^ ox 1 dxn ' \ OUl oum with the partial derivatives being evaluated at (xss,uss). In view of Eq. 4.56, Eq. 4.57 can now be written in a compact form as f(x, u) = A(x - xss) + B(u - uss) + r(x - xss, u - uss) . (4.59)

Neglecting the higher order terms rfc(x - xss. u — uss) and defining the deviation variables x = x - xss, u = u - uS5 (4.60) Eq. (4.44) can be written as

The output equation is developed in a similar manner:

where the elements of C and D are the partial derivatives dhi/dxj with i = 1, • • • ,p and j = 1, • ■ • , n and dhi/duj with i = 1, • • • ,p and j = 1, • • • , m, respectively. Hence, the linearized equations are of the same form as the original state-space equations in Eq. 4.49. Linearization of discrete time nonlinear models follows the same procedure and yields linear difference equations similar to Eq. (4.50).

Subspace state-space models are developed by using techniques that determine the largest directions of variation in the data and build models that describe the data. PCA and PLS are subspace methods used for steady state data. They could be used to develop models for dynamic relations by augmenting the appropriate data matrices with lagged values of the variables. In recent years, dynamic model development techniques that rely on subspace concepts have been proposed [315, 316, 613, 621], Subspace methods are introduced in this section to develop state-space models for process monitoring and closed-loop control.

Consider a simple state-space model without external inputs uk xfe+1 = Fxfc + Hefc yfc = Cxk + ek (4.63)

where x^ is the state variable vector of dimension n at time k and yk is the observation vector with p output measurements. The stochastic input £fc is the serially uncorrelated innovation vector having the same dimension as y a- and covariance J = A if I = 0, and 0 otherwise. This representation would be useful for process monitoring activities where "appropriate" state variables (usually the first few state variables) are used to determine if the process is operating as expected. The statistics used in statistical process monitoring (SPM) charts assume no correlation over time between measurements. If state-space models are developed such that the state variables and residuals are uncorrelated at zero lag, the statistics can be safely applied to these calculated variables instead of measured process outputs. Several techniques, balanced realization [21], PLS realization [416], and the canonical variate realization [315, 413] can be used for developing these models. Negiz and Cinar [413] have proposed the use of state variables developed with canonical variate analysis based realization to implement such SPM techniques to multivariable continuous processes.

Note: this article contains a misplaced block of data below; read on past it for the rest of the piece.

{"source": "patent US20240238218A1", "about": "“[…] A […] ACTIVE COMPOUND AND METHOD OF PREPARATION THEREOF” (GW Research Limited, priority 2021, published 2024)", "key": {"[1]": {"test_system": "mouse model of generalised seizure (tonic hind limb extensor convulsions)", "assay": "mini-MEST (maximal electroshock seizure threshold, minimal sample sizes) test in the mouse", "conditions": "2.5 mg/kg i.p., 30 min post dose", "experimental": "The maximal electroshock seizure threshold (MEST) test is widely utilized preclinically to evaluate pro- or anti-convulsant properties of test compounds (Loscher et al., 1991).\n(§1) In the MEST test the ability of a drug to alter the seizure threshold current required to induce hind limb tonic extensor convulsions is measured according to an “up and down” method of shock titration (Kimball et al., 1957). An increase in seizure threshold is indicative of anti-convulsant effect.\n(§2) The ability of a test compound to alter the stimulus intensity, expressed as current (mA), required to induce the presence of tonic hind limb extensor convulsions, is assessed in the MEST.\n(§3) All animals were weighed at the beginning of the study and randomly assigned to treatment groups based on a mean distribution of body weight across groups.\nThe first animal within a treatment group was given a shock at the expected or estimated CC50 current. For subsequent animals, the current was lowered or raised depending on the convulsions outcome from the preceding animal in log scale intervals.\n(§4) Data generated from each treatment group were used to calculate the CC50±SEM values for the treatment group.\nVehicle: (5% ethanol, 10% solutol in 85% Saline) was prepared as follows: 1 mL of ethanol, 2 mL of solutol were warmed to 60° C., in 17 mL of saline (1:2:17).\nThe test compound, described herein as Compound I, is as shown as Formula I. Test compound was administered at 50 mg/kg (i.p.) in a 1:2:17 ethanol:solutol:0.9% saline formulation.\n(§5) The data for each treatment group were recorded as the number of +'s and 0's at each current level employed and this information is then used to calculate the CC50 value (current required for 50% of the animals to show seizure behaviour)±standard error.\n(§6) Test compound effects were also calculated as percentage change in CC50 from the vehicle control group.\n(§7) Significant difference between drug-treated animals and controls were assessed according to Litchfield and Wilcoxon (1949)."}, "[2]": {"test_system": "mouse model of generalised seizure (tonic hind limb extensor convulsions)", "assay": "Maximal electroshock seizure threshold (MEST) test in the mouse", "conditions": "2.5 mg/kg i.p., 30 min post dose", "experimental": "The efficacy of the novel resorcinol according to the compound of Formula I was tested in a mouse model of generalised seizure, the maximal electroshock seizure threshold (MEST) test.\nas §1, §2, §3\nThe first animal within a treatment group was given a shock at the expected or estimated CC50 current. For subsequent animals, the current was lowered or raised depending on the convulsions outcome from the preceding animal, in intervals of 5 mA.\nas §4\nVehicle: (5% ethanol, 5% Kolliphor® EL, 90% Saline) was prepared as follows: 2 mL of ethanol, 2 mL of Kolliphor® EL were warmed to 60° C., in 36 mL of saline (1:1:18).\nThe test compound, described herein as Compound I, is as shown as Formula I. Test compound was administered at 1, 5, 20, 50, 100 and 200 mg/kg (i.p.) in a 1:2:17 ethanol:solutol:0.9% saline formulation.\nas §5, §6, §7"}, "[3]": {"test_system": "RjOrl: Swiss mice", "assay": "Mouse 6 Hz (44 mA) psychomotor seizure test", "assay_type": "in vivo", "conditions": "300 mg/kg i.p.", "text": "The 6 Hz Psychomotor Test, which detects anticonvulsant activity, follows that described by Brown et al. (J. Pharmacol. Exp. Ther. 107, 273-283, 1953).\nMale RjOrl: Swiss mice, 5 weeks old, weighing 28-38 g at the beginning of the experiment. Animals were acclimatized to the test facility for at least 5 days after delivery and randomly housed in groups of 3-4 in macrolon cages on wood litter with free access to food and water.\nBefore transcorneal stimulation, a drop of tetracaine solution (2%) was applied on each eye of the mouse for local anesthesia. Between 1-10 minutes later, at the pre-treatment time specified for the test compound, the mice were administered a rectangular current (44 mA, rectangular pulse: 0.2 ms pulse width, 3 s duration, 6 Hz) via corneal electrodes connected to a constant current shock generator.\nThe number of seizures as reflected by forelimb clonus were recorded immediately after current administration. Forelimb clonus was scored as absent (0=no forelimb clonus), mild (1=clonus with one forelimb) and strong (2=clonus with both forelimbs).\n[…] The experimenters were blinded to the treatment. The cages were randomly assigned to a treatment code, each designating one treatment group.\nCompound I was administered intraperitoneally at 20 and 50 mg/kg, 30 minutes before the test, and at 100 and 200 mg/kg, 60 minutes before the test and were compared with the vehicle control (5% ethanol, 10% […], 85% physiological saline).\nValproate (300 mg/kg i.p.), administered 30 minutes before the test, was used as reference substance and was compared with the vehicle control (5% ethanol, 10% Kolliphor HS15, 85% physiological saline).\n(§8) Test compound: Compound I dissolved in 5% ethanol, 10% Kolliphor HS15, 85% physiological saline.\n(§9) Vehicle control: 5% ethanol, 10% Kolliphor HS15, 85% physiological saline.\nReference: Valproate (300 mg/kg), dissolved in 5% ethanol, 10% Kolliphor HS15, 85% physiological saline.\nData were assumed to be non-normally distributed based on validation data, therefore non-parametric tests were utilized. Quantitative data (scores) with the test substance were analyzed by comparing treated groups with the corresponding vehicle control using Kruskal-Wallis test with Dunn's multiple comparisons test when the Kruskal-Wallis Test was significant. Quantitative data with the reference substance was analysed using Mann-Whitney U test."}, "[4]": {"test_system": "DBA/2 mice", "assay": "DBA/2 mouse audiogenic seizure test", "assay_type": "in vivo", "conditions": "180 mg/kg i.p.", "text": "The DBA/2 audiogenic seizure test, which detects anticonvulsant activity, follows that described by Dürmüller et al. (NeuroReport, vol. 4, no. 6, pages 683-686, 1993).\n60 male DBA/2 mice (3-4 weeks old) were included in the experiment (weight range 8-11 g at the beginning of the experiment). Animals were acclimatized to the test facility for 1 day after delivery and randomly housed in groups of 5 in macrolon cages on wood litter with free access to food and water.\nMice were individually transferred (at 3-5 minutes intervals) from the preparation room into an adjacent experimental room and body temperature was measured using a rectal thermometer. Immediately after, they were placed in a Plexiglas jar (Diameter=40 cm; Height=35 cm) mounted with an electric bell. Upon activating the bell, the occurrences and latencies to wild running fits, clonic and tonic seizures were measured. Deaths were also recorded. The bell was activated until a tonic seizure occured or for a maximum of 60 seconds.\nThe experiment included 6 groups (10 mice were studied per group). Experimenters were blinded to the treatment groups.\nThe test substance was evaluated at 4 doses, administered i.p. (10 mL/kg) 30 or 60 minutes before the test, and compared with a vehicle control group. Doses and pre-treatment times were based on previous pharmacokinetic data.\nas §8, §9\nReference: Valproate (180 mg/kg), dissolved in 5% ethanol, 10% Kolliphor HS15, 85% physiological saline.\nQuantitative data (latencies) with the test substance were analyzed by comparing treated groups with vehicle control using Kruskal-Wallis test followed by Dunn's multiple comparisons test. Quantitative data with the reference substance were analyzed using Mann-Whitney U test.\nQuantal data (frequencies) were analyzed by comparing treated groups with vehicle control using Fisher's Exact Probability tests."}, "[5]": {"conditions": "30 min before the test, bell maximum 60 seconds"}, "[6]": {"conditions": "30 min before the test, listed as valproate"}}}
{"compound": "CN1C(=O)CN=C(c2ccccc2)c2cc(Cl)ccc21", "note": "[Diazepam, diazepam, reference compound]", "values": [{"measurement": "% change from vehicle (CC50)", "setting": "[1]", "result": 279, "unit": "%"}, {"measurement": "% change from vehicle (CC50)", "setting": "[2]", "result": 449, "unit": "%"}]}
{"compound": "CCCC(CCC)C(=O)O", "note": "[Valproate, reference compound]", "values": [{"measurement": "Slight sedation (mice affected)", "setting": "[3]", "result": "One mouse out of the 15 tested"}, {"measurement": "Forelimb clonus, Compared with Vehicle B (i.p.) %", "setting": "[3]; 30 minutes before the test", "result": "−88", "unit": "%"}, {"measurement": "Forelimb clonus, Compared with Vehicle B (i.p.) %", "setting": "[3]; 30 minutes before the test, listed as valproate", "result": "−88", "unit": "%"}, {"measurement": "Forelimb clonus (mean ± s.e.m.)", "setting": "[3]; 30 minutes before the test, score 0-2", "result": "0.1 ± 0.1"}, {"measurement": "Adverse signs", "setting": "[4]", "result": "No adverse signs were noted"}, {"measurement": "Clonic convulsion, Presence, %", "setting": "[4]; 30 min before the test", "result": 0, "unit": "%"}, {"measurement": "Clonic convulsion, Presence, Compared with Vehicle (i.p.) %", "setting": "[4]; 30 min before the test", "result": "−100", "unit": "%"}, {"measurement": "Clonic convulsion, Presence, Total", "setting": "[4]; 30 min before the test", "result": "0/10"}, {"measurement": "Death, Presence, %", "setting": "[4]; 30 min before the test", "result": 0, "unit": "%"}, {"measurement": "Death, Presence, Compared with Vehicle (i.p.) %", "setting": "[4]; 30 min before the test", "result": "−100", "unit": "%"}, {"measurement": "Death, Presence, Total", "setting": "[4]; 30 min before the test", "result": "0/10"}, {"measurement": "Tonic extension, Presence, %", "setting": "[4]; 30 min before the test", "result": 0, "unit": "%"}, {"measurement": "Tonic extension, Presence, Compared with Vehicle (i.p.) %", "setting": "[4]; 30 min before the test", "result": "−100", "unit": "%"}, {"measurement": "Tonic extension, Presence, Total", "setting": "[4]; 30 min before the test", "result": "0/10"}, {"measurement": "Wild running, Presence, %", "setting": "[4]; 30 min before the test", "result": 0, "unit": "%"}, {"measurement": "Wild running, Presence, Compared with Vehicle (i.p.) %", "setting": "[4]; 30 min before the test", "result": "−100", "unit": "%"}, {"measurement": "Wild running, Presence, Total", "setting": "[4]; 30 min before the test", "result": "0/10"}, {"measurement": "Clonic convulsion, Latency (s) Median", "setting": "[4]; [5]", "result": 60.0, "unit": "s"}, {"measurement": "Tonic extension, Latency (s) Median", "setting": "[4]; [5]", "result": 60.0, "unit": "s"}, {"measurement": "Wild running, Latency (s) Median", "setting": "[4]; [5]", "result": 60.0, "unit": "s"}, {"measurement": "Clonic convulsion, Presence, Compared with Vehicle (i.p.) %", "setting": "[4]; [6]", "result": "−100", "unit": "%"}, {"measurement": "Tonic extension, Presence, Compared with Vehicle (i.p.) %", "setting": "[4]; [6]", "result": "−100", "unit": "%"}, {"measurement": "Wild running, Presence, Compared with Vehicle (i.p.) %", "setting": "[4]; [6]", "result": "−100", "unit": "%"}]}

Subspace algorithms generate the process model by successive approximation of the memory or the state variables of the process by determining successively functions of the past that have the most information for predicting the future [316]. Canonical variates analysis (CVA), a subspace algorithm, is used to develop state space models [315] where the first state variable contains the largest amount of information about the process dynamics, the second state variable is orthogonal to the first (does not repeat the information explained in the previous state variable) and describes the largest amount of the remaining process variation. The first few significant state variables can often be used to describe the greatest variation in the process. The system order n is determined by inspecting the dominant sin gular values (SV) of a covariance matrix (the ratio of the specific SV to the sum of all the SVs [21] generated by singular value decomposition (SVD) or an information theoretic approach such as the Akaike Information Criterion (AIC) [315].

The Hankel matrix (Eq. 4.65) is used to develop subspace models. It expresses the covariance between future and past stacked vectors of output measurements. If the stacked vectors of future (3^ ) and past (ykK ) data are given as y k yfc+i

Yfc+j-i and yjfc-i yfc-2

Yk-k

the Hankel matrix (note that Hxj is different than the H matrix in Eq. (4.63)) is

Ai A2 a2 A3

Atf+i

where Ae is the autocovariance of y^'s which are £ time period apart and E[-\ denotes the expected value of a stochastic variable. K and J are past and future window lengths. The non-zero singular values of the Hankel matrix determine the order of the system, i.e., the dimension of the state variables vector. The non-zero and dominant singular values of Hjk are chosen by inspection of singular values or metrics such as AIC.

CV (canonical variate) realization requires that covariances of future and past stacked observations be conditioned against any singularities by taking their square roots. The Hankel matrix is scaled by using and Rj defined in Eq. (4.67). The scaled Hankel matrix (Hjk) and its singular value decomposition is given as

U£Vr where

Upjxn contains the n left eigenvectors of Hjk, S„xn contains the singular values (SV), and Vjfp*„ contains the n right eigenvectors of the decomposition. The subscripts associated with U, S and V denote the dimensions of these matrices. The SVD matrices in Eq. 4.66 include only the SVs and eigenvectors corresponding to the n state variables retained in the model. The full SV matrix £ has dimension .Jp x Kp and it contains the SVs in a descending order. If the process noise is small, all SVs smaller than the nth SV are effectively zero and the corresponding state variables are excluded from the model.

The state variables are given as xfc = E^V^R ~Ky1/2y^lK. (4.68)

Once Xfc (or x(t)) is known, F, G (or A, B), C, and A can be constructed [413]. The covariance matrix of the state vector based on CV decomposition £?[xfcXjT] = E reveals that x^ are independent at zero-lag.

The second subspace state-space model includes external inputs: